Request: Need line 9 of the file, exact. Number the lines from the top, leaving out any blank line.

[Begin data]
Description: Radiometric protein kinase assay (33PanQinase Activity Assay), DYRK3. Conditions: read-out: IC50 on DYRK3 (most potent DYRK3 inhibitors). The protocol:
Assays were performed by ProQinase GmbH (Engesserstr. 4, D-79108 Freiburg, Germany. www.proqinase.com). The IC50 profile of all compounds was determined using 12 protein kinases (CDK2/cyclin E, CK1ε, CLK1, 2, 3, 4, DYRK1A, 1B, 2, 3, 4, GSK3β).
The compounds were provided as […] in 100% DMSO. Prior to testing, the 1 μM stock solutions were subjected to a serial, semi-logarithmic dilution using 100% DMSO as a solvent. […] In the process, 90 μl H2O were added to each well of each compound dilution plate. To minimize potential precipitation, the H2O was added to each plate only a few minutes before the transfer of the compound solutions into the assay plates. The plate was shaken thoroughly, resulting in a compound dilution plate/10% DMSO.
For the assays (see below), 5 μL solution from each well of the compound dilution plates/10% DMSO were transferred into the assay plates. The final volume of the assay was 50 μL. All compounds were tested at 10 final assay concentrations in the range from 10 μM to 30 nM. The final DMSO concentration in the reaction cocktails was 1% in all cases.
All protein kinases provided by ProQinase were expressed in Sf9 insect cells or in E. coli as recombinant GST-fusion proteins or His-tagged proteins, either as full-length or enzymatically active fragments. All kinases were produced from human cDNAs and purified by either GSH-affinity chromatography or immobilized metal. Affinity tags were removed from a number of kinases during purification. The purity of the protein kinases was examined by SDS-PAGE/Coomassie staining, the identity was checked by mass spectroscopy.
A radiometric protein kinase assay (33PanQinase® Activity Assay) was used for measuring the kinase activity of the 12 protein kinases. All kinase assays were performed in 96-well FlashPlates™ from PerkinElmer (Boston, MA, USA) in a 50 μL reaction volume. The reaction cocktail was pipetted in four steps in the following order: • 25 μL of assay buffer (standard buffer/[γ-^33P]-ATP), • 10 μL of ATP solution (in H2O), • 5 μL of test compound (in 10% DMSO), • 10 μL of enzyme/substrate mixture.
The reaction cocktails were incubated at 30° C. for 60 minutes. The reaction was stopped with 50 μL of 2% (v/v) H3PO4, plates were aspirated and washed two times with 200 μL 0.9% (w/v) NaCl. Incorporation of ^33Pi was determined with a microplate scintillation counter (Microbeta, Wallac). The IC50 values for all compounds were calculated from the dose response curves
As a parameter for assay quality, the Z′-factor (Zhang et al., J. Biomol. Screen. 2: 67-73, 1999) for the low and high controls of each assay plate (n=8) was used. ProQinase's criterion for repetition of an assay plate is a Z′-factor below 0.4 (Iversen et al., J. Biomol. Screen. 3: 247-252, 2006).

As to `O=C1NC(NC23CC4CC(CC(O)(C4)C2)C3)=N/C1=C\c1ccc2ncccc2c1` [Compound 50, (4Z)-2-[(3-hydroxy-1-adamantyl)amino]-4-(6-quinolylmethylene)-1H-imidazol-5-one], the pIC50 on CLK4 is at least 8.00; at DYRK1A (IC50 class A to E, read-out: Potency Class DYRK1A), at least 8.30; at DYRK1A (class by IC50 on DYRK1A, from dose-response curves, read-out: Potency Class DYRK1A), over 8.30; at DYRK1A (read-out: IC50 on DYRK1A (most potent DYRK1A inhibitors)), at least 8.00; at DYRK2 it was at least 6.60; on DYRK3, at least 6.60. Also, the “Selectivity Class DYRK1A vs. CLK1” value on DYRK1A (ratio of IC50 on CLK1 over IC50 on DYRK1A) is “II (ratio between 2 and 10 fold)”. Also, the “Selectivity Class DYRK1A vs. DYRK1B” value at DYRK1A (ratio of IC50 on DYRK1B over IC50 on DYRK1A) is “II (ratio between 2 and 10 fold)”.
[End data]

As to `O=C1NC(NC23CC4CC(CC(O)(C4)C2)C3)=N/C1=C\c1ccc2ncccc2c1` [Compound 50, (4Z)-2-[(3-hydroxy-1-adamantyl)amino]-4-(6-quinolylmethylene)-1H-imidazol-5-one], the pIC50 on CLK4 is at least 8.00; at DYRK1A (IC50 class A to E, read-out: Potency Class DYRK1A), at least 8.30; at DYRK1A (class by IC50 on DYRK1A, from dose-response curves, read-out: Potency Class DYRK1A), over 8.30; at DYRK1A (read-out: IC50 on DYRK1A (most potent DYRK1A inhibitors)), at least 8.00; at DYRK2 it was at least 6.60; on DYRK3, at least 6.60. Also, the “Selectivity Class DYRK1A vs. CLK1” value on DYRK1A (ratio of IC50 on CLK1 over IC50 on DYRK1A) is “II (ratio between 2 and 10 fold)”. Also, the “Selectivity Class DYRK1A vs. DYRK1B” value at DYRK1A (ratio of IC50 on DYRK1B over IC50 on DYRK1A) is “II (ratio between 2 and 10 fold)”.